By all rights, development on this free-to-play multiplayer mech combat game should have sputtered out months ago, when the independent developers creating it ran out of money after risk-averse game publishers failed to step up to the plate and fund this fantastic anachronism of PC gaming. Nobody publishes mech games anymore, not since the last great Mechwarrior game, not until Meteor Entertainment coalesced in Seattle as a dedicated free-to-play game publisher and signed Hawken as their inaugural game
So Hawken exists, it’s here at E3 2012, and we played it. Here’s how it works.
When you hop into a match you’ll be asked to select a mech chassis, weapon loadout and utility item. During our E3 demo we only had access to light and heavy chassis with two loadouts apiece, but more may be available by the time Hawken enters open beta this December. Once you’re mech is locked and loaded you’ll be dropped into the battlefield, where you’ll either battle other players in a straightforward deathmatch or face off in teams to compete for precious energy resources.
Fans of classic mech combat games like Mechwarrior or Chromehounds are going to feel right at home stomping around post-apocalyptic battlefields in one of Hawken’s lumbering mechs. Hawken mechs feel like a compromise between the walking tanks of Mechwarrior and the lithe mecha of Armored Core; the Hawken mechs are slow and ponderous, but you have access to limited use of jump jets to dash laterally or hover in the air.
Sadly, as of now there’s no option to swivel your mech’s upper torso independently of it’s lower torso, so devoted Mechwarrior fans may have trouble strafing and fighting strategically. All weapons in Hawken have unlimited ammo but generate large amounts of heat when fired, so you’ll have to carefully conserve your fire or else risk overheating and shutting down your mech temporarily. This happened more often than I’d care to admit while playing Hawken over a LAN at E3, and I do wish there was an option to disable the heat failsafe and continue firing at the risk of utterly obliterating your mech.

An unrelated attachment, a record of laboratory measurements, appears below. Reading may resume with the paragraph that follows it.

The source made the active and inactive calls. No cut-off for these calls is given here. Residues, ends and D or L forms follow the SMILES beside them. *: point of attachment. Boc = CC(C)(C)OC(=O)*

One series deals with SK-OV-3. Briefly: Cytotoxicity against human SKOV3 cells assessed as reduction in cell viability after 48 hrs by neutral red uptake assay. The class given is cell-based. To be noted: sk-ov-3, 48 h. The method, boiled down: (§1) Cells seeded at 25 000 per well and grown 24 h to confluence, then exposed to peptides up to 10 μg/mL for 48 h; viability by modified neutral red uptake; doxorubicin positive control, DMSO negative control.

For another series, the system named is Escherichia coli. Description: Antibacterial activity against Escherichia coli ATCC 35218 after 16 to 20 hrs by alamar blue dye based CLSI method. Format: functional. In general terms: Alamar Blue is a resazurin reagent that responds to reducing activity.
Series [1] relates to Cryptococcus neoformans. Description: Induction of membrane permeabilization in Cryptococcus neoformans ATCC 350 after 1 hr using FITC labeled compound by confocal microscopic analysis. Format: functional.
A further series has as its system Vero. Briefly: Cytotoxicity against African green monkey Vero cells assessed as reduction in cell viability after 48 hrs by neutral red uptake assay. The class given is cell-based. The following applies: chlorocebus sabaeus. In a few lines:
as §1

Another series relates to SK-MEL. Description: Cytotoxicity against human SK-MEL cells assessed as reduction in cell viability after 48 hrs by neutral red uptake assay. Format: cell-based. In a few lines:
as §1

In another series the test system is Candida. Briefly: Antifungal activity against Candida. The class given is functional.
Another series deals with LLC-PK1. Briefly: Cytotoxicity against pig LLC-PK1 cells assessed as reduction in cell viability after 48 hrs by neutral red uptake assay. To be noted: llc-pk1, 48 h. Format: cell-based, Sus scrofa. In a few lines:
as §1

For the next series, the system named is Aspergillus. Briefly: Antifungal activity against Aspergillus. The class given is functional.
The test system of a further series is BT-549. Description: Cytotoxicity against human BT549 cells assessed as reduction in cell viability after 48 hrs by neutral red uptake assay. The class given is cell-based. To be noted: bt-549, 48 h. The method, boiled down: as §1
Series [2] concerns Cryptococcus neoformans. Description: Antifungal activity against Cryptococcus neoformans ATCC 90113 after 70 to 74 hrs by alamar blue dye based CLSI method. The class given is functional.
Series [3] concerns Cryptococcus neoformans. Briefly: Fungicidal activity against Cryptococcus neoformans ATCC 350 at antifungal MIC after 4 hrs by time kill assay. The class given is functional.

Of course when you do finally obliterate your mech you’re just sent back to the hangar, where you can change your chassis and loadout before rejoining the fray in a fresh mech. During our demo all items were available and we saw no hint of unlockable chassis, equipment or skins, but we do know that developer Adhesive Games plans to release additional content that players can purchase in exchange for in-game points.
While Hawken producer Jason Hughes claims that Hawken players can earn points by progressing through the game, you can expect that Adhesive Games will also have game content for sale. It remains to be seen whether or not Hawken players who pay real money for in-game items will have an advantage over players who earn their gear by playing the game. Either way, dedicated PC gamers should keep an eye on Hawken when it enters beta this December.
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